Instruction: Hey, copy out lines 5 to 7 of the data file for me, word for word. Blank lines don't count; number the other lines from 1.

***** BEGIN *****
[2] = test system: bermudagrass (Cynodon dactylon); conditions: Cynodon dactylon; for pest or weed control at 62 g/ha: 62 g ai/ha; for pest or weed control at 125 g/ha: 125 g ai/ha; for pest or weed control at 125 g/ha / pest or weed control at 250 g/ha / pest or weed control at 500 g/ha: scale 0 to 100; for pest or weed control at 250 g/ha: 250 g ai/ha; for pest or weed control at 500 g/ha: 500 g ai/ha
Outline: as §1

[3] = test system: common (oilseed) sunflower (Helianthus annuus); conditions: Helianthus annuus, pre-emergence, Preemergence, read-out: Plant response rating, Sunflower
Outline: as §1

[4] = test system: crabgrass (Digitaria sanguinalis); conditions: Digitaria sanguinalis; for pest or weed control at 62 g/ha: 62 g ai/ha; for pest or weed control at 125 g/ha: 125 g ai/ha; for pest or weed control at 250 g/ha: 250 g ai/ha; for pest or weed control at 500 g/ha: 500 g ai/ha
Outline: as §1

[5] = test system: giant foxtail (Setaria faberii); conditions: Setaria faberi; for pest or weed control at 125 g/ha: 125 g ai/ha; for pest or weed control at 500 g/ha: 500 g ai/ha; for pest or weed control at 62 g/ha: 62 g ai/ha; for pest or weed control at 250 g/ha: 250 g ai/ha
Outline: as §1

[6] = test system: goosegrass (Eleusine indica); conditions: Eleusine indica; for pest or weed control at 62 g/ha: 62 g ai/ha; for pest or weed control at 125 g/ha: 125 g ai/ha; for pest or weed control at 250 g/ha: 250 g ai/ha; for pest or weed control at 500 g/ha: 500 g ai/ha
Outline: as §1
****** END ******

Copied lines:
[4] = test system: crabgrass (Digitaria sanguinalis); conditions: Digitaria sanguinalis; for pest or weed control at 62 g/ha: 62 g ai/ha; for pest or weed control at 125 g/ha: 125 g ai/ha; for pest or weed control at 250 g/ha: 250 g ai/ha; for pest or weed control at 500 g/ha: 500 g ai/ha
Outline: as §1

[5] = test system: giant foxtail (Setaria faberii); conditions: Setaria faberi; for pest or weed control at 125 g/ha: 125 g ai/ha; for pest or weed control at 500 g/ha: 500 g ai/ha; for pest or weed control at 62 g/ha: 62 g ai/ha; for pest or weed control at 250 g/ha: 250 g ai/ha